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That Other Disruption: Brexit and EU Citizenship

Willem Maas, Jean Monnet Chair and Professor of Political Science, Public & International Studies, and Socio-Legal Studies, York University

While the world’s attention is understandably focused on the worst pandemic in a century, a different but nevertheless significant disruption is taking place in Europe: the ongoing process of the UK’s departure from EU institutions and processes set in motion by the narrow win by the ‘leave’ side in the 2016 referendum and the UK government’s subsequent determination to ‘get Brexit done’.

In a chapter published a few months ago in a book on the European Union after Brexit, I examine the effects of the Brexit process and potential post-Brexit scenarios on EU citizenship and free movement. Free movement has been central to the European project since the introduction of mobility rights for coal and steel workers in the 1951 ECSC treaty, and the right of EU citizens to live and work anywhere in the common territory has developed as one of the four fundamental freedoms (alongside free movement of goods, services, and capital) that undergird the Single Market. Since the Maastricht treaty, these rights have been enshrined as the key element of EU citizenship, to which some have attributed federalizing aims and which the European court has suggested is ‘destined to be the fundamental status of nationals of the Member States’. The right to live, work, and study anywhere within the EU usually tops public opinion surveys asking Europeans what the EU means to them, and these rights are enormously popular across the EU, even in the UK. Whichever form Brexit takes – hard, soft, simply symbolic, or ultimately reversed (if or when the UK rejoins the EU) – free movement is a significant issue in the process.

The UK has been a key impediment to a more fully developed EU citizenship, but nationalist or protectionist tendencies are also present elsewhere. For example, in 2013 then-Home Secretary Theresa May convinced her interior minister colleagues from Germany, Austria, and the Netherlands to demand new rules to deal with what they alleged were fraudulent welfare claims being lodged by EU citizens making use of their free movement rights, upon which the European Commission asked for evidence of the alleged ‘benefit tourism’. Starting by showing how shared European rights culminating in citizenship are central to the European project, the chapter next considers uncertainties, challenges, and opportunities caused by the Brexit process.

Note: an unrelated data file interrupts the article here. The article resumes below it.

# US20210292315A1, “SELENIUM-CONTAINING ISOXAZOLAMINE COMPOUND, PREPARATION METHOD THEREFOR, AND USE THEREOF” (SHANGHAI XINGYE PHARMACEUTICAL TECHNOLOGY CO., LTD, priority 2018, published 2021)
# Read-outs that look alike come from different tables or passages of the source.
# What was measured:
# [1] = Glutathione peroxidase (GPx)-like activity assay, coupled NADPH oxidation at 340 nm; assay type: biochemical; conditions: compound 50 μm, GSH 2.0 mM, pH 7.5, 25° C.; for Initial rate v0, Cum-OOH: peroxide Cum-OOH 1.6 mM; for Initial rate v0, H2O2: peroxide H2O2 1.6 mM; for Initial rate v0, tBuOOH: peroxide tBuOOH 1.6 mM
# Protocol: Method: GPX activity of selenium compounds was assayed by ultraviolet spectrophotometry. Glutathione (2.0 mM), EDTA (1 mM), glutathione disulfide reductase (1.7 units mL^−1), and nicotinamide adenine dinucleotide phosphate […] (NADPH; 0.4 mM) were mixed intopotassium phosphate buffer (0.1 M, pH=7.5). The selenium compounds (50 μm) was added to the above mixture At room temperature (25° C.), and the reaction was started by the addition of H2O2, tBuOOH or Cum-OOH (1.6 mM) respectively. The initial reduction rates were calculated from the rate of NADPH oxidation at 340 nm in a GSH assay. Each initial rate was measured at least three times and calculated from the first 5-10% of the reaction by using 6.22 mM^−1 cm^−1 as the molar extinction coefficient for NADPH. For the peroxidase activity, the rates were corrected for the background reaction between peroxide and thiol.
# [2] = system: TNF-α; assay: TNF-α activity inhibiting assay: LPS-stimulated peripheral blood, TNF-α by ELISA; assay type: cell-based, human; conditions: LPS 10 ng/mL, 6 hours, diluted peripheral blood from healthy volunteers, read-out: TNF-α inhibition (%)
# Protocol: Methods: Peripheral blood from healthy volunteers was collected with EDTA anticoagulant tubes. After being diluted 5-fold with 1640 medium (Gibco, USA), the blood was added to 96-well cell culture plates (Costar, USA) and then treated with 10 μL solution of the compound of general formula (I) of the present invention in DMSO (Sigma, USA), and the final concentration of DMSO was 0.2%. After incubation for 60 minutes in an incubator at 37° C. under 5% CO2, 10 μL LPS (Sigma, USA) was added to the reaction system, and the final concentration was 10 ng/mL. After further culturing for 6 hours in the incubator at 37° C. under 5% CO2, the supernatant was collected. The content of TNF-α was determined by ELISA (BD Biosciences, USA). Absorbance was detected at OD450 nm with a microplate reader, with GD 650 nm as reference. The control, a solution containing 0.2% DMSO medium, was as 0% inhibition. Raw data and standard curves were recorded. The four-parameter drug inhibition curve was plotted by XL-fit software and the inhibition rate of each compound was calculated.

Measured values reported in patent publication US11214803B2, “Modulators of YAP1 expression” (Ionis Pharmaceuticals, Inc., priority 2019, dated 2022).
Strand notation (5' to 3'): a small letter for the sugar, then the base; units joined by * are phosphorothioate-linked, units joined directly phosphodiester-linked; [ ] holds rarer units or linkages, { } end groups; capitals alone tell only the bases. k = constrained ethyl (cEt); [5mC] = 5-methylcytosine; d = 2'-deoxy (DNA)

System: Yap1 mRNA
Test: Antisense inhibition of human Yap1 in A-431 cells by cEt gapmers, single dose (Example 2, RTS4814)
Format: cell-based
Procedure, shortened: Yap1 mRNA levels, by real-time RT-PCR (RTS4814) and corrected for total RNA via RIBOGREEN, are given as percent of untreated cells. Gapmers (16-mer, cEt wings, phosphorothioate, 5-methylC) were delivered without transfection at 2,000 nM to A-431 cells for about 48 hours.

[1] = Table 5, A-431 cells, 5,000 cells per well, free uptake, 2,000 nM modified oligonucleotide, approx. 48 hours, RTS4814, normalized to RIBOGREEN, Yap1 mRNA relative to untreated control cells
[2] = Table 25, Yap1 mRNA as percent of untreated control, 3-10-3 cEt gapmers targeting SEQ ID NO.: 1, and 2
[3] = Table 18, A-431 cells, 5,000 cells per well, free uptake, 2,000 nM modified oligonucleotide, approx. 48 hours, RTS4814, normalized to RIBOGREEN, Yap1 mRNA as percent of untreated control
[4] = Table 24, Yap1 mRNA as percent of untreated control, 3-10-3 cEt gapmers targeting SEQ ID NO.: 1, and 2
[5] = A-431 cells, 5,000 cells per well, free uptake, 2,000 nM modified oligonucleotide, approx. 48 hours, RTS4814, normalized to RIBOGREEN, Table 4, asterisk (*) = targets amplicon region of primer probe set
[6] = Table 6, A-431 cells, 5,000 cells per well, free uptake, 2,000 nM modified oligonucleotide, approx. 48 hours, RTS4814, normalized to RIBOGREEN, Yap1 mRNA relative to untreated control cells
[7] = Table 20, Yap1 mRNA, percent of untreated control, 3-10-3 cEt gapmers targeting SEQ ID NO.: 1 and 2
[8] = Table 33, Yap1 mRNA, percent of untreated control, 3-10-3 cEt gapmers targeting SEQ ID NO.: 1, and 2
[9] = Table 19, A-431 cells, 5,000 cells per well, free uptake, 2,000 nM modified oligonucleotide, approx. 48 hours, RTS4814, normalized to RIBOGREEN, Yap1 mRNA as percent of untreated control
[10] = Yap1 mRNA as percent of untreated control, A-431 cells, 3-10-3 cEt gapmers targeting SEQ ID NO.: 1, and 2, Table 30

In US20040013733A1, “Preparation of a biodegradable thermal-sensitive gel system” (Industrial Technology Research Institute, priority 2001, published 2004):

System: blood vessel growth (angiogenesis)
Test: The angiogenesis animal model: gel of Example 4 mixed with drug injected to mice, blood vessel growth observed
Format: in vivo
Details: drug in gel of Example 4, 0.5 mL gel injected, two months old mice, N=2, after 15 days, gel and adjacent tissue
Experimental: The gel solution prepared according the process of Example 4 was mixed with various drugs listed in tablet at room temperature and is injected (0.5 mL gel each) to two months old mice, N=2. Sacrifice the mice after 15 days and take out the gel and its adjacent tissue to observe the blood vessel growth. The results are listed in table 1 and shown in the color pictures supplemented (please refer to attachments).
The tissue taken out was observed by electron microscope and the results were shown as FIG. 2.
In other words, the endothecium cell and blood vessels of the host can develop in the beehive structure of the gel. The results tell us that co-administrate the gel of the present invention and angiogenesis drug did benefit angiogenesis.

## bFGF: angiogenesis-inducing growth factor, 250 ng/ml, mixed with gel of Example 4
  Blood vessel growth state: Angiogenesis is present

Uncertainties include the form that Brexit may take and how the UK’s relationship with the (rest of the) EU will evolve, how stark divisions within the UK will be managed, and the status and rights of the 3.6 million EU27 citizens and members of their families residing in the UK (with citizens of Ireland the largest group), the over 1.3 million UK citizens residing in the EU27, and others.

Challenges include the status of Northern Ireland and how to avoid reintroducing a border; the need for more coordination in member state citizenship laws and policies; persistent differences in member state social policies and labor market institutions causing ongoing disagreements between EU member states about free movement rules; and the rise of so-called illiberal democracy with a focus on borders and nationalism, against the EU’s aim of superseding nationalism and making borders lose their significance.

In line with the idea that the UK’s absence from decision-making processes may deepen integration by bringing the remaining EU member states together, Brexit also raises several opportunities for strengthening EU citizenship and free movement. The opportunities flow from how Brexit has uncovered and stimulated increased attachment to the EU and the European project more generally; high support for greater harmonization of member states’ social and welfare policies, which would address many of the worries of those concerned about open borders within the EU; and the chance to clarify the relationship between national and EU citizenship - including to face challenges such as investor citizenship, in which decisions of one member state impact the others.

As argued in a chapter in another recent book, democracy assumes a political community, and citizenship is a means of delineating who does and who does not belong to the political “people” – but the introduction of EU citizenship over already-established national citizenships transforms citizenship in Europe into a multilevel phenomenon. Scholars of European integration have generally accepted as an unexplored assumption that national identities are relatively fixed. But as eminent social scientists such as Max Weber long ago pointed out, differences in national sentiment are both significant and fluid: the ‘idea of the nation’ is empirically “entirely ambiguous” and the intensity of feelings of solidarity is variable. We can see evidence of this in the increasing numbers British citizens applying for citizenship in an EU member state, as well as research demonstrating the malleability of political identity and the ways in which relaxing internal borders within Europe generates new socio-economic boundaries beyond already-existing forms of discrimination, such as discrimination against Roma or labour migrants, or incomplete recognition of professional qualifications, or reverse discrimination by member state governments treating their own citizens worse than those covered by EU law. Brexit provides one lens for examining such transformations of citizenship in Europe, but there are many others.


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